Extra 20,000 trees for Highland nature reserve

Scots pines (Pinus sylvestris) growing beside the mountain trail at Beinn Eighe National Nature Reserve, April 2015. ©Lorne Gill/SNH

Want to read more?

We value our content  and access to our full site is  only available on subscription. Your subscription entitles you to 7-day-a-week access to our website, plus a full digital copy of that week’s paper to read on your pc/mac or mobile device In addition your subscription includes access to digital archive copies from 2006 onwards

Already a subscriber?

 

Subscribe Now

An additional 20,000 trees will be planted in and around Beinn Eighe next year as part of work to expand native woodlands on some of Scotland’s finest National Nature Reserves (NNRs).

Scottish Natural Heritage (SNH) made the commitment at the start of Climate Week, last week, to build on a long-running tree planting programme at the Wester Ross reserve.

Woodland expansion is part of the solution to the climate emergency, helping to increase biodiversity, conserve Scottish species and help our society and economy adapt to climate change, for example by reducing potential for flooding and reducing the effects of heatwaves.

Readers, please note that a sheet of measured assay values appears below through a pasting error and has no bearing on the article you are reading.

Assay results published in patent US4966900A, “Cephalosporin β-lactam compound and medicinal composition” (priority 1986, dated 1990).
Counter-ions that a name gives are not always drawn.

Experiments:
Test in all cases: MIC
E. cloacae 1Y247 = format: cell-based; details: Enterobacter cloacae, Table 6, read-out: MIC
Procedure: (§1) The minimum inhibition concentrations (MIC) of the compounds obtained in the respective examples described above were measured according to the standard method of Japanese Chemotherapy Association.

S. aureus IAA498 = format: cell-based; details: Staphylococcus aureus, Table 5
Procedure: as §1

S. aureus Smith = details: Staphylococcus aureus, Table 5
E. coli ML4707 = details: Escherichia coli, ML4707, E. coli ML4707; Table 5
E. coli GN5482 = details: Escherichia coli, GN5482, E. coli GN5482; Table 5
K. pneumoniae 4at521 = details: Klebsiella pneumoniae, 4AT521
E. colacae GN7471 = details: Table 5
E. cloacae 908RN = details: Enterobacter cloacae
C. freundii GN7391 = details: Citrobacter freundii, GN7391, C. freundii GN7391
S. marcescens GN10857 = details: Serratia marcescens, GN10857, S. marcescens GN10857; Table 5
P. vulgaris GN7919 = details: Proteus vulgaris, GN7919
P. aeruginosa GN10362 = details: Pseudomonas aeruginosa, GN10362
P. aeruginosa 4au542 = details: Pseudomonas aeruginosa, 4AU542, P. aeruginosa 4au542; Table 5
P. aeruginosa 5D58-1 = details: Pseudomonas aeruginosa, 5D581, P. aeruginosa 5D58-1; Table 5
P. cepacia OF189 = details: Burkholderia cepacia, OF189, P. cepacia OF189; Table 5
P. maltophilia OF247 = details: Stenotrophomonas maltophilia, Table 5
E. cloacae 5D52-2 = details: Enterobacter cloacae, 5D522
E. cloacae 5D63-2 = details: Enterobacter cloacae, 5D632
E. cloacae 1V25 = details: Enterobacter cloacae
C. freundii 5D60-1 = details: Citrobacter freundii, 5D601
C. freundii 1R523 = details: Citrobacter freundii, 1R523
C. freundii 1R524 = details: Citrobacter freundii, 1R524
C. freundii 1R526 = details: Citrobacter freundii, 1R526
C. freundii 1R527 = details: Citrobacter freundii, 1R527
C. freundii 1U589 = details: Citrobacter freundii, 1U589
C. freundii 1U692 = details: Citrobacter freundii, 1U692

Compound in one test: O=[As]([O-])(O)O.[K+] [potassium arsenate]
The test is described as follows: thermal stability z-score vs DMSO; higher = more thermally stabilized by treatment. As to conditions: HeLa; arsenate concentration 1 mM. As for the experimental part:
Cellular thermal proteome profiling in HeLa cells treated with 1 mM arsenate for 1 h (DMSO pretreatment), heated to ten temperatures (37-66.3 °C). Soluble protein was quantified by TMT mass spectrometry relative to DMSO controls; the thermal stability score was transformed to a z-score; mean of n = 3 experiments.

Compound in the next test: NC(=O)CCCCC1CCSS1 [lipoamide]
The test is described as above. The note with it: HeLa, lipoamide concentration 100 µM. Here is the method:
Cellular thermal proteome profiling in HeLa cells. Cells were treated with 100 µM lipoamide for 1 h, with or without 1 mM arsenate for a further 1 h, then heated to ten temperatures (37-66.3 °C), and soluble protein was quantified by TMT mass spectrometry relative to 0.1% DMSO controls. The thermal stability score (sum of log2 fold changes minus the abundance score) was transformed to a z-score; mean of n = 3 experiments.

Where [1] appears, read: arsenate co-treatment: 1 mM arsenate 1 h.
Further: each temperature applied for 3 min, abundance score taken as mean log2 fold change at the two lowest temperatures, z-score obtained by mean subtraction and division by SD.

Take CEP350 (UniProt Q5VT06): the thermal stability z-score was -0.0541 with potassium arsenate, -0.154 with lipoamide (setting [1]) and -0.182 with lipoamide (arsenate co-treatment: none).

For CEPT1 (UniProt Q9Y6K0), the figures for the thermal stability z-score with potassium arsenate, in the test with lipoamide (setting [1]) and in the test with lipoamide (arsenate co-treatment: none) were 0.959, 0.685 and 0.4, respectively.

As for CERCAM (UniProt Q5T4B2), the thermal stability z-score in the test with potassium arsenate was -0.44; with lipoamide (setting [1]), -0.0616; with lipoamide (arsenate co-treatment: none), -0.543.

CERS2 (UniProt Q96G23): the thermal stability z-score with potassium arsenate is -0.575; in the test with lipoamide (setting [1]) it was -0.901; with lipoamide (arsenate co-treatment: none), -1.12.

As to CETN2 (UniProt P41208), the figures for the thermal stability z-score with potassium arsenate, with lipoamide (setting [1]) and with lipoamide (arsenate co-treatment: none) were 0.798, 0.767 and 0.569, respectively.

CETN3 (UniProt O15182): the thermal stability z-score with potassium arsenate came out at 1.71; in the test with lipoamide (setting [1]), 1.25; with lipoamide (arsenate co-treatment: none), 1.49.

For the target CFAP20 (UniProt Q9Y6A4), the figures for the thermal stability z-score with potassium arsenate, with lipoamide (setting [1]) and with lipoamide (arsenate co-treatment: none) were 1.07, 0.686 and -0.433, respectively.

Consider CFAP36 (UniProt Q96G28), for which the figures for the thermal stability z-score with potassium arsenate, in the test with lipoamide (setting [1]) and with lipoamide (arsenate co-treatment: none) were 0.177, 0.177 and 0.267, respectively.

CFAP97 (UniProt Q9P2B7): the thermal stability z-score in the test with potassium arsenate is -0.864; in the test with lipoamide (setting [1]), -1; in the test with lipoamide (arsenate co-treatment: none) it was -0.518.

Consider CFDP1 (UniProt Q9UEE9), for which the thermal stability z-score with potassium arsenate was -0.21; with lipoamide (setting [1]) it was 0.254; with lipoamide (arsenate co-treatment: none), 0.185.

Beinn Eighe with its stunning ancient Caledonian pine forest was designated as the UK’s first NNR in 1951. Since its establishment, some 800,000 trees have been planted at the reserve, mostly Scots pine as well as additional broadleaf species such as birch, aspen, holly, rowan and oak.

The tree planting is designed to supplement wider management work to encourage natural regeneration at Beinn Eighe NNR and also at Creag Meagaidh NNR in the Highlands, which allows the woodlands to expand by natural ecological processes in the presence of wild deer.

Rum NNR marked one million trees planted back in 1997, with the full benefit of these trees now beginning to be realised, including the building up of natural seed sources around the reserve.

The precious native woodlands in SNH’s nature reserves capture more than 30,000 tonnes of ‘greenhouse gases’ annually, the equivalent of removing around 10,000 vehicles from roads every year.
The economic value of this carbon sequestration was estimated to be around £2.2 million in 2017.

Stuart MacQuarrie, SNH head of nature reserves, said: ‘Beinn Eighe is renowned for its beautiful ancient pinewoods and we have long managed the reserve to expand and enhance this special woodland.

‘Planting a further 20,000 native trees will help increase the nature reserve’s biodiversity, restore habitats to healthy ecosystems and provide greater resilience against the effects of climate change.

‘Nature-based solutions such as woodland expansion are a crucial part of the solution to the global climate emergency, and this is another important step towards ensuring a nature-rich future for Scotland.’

On other SNH nature reserves tree cover is carefully managed to ensure it is not lost, unless there are good ecological reasons, for example if trees are encroaching on peatland restoration. SNH is also looking to expand native woodland at Invereshie and Inshriach NNR through natural regeneration.